* The US Airways award chart is good, very good in fact, and I explain in the post why I do not include it in the comparison.

    I put the three largest US airlines’ award charts side by side. The numbers are in the post.

  17. I am a content DL “Skypesos” Diamond. We do earn miles a little faster per mile flown than on United so award charts are quite even between DL and UA when taken into account. Having flown international Business and First with United I am quite happy with DL’s hard and soft product in comparison.

    United here is a big loser.

    American Express Membership Rewards is a winner for me as it transfers to both SIngapore and Emirates for my aspirational travel needs.

    Chase is a loser. I will use my UR points for Hyatt and maybe a trip on Korean sometime but doubt I will ever transfer to United.

    American Airlines is also a big winner by comparison. You are right…they are almost too good to be true at the moment. The next year for them will be interesting.

    We need a good recession to tilt the balance of power back in our favor 🙂

  18. Where does AA N.A. to N.A. in F for 80K come from?

    High-end could be 65K or 130K RT (3-class LAX-JFK for example). 2-Class could be 50K or 100K (LAX-MSY for example).

    I ask because I think you are showing an artificially lower AA redemption than is reality!

  19. Good comparison. Indeed, UA basically pegged to the SkyPeso.

    I wouldn’t exclude US from the comparison, though. They’re smaller, but still a *A carrier with access to all (most?) of that same partner inventory – sure you need to call, sometimes ask for a long sell, but they can do it. Plus, it may be to their competitive advantage to not inflate, especially if the merger doesn’t happen.

  20. AA vs UA partner awards to Europe are apples to oranges. Virtually the only AA miles availability for premium cabin TATL I can find lately is with BA. Especially if looking for two seats on the same flight. Looking as far out as I can book, going to Europe, AA only offers me 2 FC seats ORD to LHR on Sept 21 with BA; nada anytime with AA metal. LH currently is offering 2 FC seats on UA metal ORD to FRA on Oct 3 at the Saver level.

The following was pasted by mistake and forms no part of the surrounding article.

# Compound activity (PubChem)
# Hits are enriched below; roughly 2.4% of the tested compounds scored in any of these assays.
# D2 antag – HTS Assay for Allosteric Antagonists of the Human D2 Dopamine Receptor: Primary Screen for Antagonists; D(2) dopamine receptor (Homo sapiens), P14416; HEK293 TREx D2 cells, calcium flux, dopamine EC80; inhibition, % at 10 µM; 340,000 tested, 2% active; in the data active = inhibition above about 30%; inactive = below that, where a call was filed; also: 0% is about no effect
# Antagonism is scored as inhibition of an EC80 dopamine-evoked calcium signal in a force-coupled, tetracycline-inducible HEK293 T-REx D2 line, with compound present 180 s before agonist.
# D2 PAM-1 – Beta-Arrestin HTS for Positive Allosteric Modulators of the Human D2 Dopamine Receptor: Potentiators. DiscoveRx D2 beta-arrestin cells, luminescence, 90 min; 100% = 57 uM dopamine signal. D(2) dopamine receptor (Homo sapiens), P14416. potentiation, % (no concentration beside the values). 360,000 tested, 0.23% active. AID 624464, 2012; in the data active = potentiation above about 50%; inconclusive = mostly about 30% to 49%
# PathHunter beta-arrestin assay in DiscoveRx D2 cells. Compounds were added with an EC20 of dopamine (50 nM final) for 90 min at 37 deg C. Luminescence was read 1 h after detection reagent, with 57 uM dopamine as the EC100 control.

Sure, the miles required for AA FC partner awards may be less than the upcoming UA partner awards, but they come with hefty BA fuel surcharges. So the real question is: would you rather pay an extra hundred thousand points, or an extra thousand dollars? Depends on which you have more of, I guess. 😉

    Of course, you can easily fly AA FC TATL. Just get an Anytime award. But now you are at double the miles, so then the UA partner award prices below the AA Anytime award.

    But if forcing nearly all UA FF to fly only UA metal now means that UA FC TATL availability become as scarce as AA metal availability, that will change the equation again. But UA partner Saver awards to Europe will still be below AA Anytime levels. If they are available; Lucky says LH FC awards with UA points have basically disappeared, even within the former two week time frame.

    So the above charts are pretty meaningless without adding in the availability factor, which we won’t know anything about with UA until after Feb 1st when UA partner awards jump up in mileage price. 🙁

  21. I have to be honest, I don’t see this deval as the end of the world. You see, I actually want to visit the destinations I go to, I just don’t want to do it in coach. Biz really is good enough for me.

    As Robert Hanson points out, f availability is a big issue anyway. It’s hard to get it on UA partners, period.

    What’s also unsaid is that f may not be long for this world anyway. CX has already launched longhaul aircraft that lack an f cabin. Some carriers have reduced the size of their cabin.

    This pales in comparison to hilton.

  22. Yet one more reason I hope the Justice Dept fights AA/US tooth and nail. I want the merger killed. It will force AA to innovate and compete. And I think we won’t see too drastic a devaluation if AA is standalone. If Dougie gets AA, then we AAdvantage folks are screwed.

    Gary, I’ll give you the new nickname for AAdvantage miles if Dougie is the winner, so you can get started using it now: pAAsos. 🙂